There's no doubt that we are going through a revolution of self-awareness. Largely facilitated by the Internet, we're all obsessed with personality tests (Myers Briggs, The Big Five, and so on) but none are as popular as the introvert/extrovert dichotomy, so today, we're going to talk about how to be happy as an extrovert. Designed by the good people of Happify, the following infographic explains what extroversion is, how to spot someone who is an extrovert, and essentially lists exactly what extroverts need to survive and thrive in life.
This comes at a particularly important time, one in which we are not only trying to find ourselves on a mass scale, but where it seems that introversion is the Be All End All of Important Personality Traits. Introverts are indeed more self-reflective, grounded, and perhaps even more aware at times, but that does not make them more important than extroverts. All it means is that they are more inclined to write about the struggles of introversion — so that's why you see it more often.
Not that we're going to just review the struggles of extroversion at length! There's so much to know about someone who sources their energy from that which is going on around them (rather than within them) particularly if you are either someone who does this, or you are in an intimate relationship with someone who does (likely, you will be either/or at some point in your life).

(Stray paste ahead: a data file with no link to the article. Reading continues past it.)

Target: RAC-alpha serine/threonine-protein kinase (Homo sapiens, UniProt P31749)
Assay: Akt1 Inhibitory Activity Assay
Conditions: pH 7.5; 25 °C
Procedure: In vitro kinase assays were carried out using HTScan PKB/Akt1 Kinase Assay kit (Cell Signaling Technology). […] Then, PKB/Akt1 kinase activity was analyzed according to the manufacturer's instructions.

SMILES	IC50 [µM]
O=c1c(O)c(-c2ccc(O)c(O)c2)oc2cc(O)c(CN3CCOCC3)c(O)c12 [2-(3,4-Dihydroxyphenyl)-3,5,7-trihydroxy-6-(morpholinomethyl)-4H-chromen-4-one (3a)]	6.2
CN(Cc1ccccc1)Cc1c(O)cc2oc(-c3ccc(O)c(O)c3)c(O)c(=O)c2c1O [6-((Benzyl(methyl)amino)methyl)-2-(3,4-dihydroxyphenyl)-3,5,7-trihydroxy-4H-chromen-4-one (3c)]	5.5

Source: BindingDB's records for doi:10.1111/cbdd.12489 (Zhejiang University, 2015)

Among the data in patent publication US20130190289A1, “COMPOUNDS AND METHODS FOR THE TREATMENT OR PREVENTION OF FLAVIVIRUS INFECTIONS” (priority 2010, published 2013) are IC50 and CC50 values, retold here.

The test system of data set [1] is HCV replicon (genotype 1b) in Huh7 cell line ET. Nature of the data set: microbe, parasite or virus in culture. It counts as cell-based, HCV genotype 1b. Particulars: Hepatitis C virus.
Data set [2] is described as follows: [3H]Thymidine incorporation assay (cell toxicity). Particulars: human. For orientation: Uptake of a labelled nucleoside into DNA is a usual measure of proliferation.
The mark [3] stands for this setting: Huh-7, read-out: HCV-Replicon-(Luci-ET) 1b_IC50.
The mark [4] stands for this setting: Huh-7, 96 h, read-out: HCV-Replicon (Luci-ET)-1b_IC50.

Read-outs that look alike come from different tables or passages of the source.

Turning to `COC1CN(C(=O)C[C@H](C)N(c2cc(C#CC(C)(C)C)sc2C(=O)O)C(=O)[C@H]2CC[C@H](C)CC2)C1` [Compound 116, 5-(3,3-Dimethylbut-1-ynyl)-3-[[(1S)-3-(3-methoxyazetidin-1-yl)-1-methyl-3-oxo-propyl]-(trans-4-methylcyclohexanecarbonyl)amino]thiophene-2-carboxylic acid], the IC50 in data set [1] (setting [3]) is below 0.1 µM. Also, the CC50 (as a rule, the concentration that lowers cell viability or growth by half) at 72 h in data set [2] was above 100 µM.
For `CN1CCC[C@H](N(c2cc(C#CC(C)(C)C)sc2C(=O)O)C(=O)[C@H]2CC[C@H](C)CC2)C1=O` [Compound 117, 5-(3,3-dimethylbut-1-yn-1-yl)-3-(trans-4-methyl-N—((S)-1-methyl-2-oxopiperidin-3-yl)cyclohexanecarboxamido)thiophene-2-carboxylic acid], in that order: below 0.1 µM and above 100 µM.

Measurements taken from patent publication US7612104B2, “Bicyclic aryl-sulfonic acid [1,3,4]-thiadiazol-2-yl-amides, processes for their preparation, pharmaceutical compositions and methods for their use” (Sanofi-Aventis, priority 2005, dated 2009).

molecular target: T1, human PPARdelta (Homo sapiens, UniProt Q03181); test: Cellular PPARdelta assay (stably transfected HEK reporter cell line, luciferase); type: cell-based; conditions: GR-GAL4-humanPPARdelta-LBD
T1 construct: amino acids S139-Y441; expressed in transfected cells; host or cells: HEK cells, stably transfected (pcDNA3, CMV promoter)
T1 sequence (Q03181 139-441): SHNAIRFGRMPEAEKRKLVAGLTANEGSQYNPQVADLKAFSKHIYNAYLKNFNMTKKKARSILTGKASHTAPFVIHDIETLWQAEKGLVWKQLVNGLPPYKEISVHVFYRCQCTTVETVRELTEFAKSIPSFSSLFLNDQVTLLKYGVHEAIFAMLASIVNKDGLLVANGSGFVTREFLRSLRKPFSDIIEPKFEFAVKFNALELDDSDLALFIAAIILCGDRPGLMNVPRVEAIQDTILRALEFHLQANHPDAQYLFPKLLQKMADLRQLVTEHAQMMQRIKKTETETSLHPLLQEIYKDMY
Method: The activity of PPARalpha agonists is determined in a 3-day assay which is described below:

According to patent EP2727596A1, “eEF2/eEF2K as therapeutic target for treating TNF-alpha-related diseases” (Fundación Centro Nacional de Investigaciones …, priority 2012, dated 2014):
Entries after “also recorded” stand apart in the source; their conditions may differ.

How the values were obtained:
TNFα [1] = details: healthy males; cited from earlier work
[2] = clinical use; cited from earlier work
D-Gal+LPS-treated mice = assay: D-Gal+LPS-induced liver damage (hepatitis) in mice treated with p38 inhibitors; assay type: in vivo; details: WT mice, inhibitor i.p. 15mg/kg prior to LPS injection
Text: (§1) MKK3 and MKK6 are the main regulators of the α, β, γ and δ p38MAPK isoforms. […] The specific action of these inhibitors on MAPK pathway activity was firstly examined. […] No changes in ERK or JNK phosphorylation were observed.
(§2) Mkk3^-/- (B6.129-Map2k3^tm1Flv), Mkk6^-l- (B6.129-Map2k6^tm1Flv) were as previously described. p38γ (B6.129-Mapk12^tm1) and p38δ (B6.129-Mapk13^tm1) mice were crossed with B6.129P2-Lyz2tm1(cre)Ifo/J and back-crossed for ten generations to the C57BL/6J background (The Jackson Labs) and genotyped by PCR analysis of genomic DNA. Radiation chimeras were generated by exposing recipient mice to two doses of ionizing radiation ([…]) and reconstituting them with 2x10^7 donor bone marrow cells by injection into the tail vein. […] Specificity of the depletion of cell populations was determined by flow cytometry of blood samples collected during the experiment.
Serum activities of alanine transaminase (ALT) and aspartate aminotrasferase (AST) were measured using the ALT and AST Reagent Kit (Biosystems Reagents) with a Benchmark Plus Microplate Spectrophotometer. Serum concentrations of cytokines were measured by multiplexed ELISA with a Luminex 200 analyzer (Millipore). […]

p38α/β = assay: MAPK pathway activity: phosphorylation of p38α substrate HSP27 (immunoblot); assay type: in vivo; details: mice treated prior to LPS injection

Extroverts are comfortable in groups, they're outgoing, and according to studies, they tend to be happier later on in life (this is because they do a better job of developing their intimate relationships). They make great marketing managers, politicians, nurses, teachers, event planners and physicians, they're more susceptible to peer pressure, thrive when they feel connected to other people, and among them are celeb favorites like Beyoncé, Bill Clinton and Steve Jobs. They are extremely passionate, and can sometimes be carried away by their passion more than they are the practical work it takes to see it into fruition. They make up 96 percent of business leaders and managers (!), and there really are so many more benefits to being one than much of the media would have you know.
So wherever you fall on the spectrum, this is a pretty great thing to check out. The truth is that most people are ambiverted (they fall somewhere along a spectrum, like sexuality) so even if you aren't a distinct "extrovert," the info below may help you understand and deal with your extroverted tendencies a little bit better. So kick back, relax, and scroll for days, because all of the answers you never knew you were searching for are listed right below: